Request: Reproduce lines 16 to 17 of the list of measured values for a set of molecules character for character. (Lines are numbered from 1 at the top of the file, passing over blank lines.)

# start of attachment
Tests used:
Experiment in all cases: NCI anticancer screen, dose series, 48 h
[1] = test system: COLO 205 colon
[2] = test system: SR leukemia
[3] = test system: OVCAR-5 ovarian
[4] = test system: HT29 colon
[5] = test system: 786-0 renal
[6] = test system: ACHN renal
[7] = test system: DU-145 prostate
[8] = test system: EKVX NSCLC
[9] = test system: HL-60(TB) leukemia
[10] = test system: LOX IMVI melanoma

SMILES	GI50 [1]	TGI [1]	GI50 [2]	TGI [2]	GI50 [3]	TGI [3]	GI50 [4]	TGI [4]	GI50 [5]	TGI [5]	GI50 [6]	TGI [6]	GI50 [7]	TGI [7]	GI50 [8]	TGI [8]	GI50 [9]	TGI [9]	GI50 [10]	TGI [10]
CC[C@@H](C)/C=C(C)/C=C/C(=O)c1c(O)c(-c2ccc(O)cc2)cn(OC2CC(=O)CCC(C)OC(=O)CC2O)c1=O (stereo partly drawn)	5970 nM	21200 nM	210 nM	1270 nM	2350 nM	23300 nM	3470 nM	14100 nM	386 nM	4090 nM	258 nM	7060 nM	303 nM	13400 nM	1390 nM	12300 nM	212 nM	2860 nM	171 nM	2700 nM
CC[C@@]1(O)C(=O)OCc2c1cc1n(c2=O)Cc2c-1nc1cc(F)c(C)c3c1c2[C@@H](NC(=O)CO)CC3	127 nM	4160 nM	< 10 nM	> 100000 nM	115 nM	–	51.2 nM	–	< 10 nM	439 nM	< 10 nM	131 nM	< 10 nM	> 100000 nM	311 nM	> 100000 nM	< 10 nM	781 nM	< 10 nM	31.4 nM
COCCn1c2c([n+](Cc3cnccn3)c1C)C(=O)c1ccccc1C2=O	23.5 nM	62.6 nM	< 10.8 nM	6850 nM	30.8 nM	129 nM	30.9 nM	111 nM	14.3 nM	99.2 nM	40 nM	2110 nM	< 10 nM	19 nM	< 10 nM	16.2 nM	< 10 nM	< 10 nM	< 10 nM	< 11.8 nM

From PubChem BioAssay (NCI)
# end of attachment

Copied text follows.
COCCn1c2c([n+](Cc3cnccn3)c1C)C(=O)c1ccccc1C2=O	23.5 nM	62.6 nM	< 10.8 nM	6850 nM	30.8 nM	129 nM	30.9 nM	111 nM	14.3 nM	99.2 nM	40 nM	2110 nM	< 10 nM	19 nM	< 10 nM	16.2 nM	< 10 nM	< 10 nM	< 10 nM	< 11.8 nM

From PubChem BioAssay (NCI)